First of all, I was overjoyed when I saw the headline, because I've been convinced their nuclear program was peaceful for maybe a year at this point, and it's nice to get confirmation of that. Especially since I'm rather generally disdainful of nuclear war.
But I'm also curious. Why release the report? Especially so publicly? No matter how much spin the National Security Advisor tried to put on it, there's no denying that this is a terrible blow to the administration. First, it directly contradict the rhetoric they've been spewing for the last several years. More importantly, it again calls into question the credibility of the American intelligence machine, either from direct incompetence or political pressure. Frankly, I don't think it's relevant to the issue at hand which it is, but admitting another big mistake just gives their opponents at home and abroad extra ammunition.
Another problem, and also a potential explanation, involves the Republican candidates for president. Many of them have made statements about foreign policy (those you can dig up on your own, though)and this probably compromises the positions they have been developing. Of course, they can't be expected to be in the know about such things, but starting of on a bad premise isn't going to impress the public with their knowledge and leadership ability, especially after the folly of this administration.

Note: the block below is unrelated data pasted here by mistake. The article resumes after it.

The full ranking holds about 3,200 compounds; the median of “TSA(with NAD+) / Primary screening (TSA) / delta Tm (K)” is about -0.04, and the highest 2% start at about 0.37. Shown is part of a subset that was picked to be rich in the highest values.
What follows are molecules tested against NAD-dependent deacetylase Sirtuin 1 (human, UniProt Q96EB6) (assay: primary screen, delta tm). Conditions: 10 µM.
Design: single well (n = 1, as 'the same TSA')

I think it's a potential explanation on the "ticking time bomb" theory. Specifically, that this report exists, and the administration chose to release it now because this is the point where it will do the least political damage, especially to those that need to pick up the torch. If they were to wait until primary season--or worse, the conventions--it could be disastrous rather than just harmful.
While I might generally suspect the "ttb" theory given that it's now a pretty slow news cycle, this lame duck administration doesn't have a lot to lose if it gaffs and the information comes out anyway.
Another theory is that this a very public way to try and jumpstart talks with Iran. Frankly, I've read reports from the diplomats in Afghanistan that say the Iranians got the Northern Alliance to sit up and listen when we weren't making diplomatic headway. If that's true, then we could really use their help in the pair (or is that a trio?, counting Pakistan)of powder kegs we are siting on over there. Admitting we fucked up might get them to the table looking to see what they can get from us or the EU. Granted, not what the administration would like, but at this point it needs to take what it can get.
I'm out of time, so I'll leave it there. Erudite commentary is, as always, appreciated.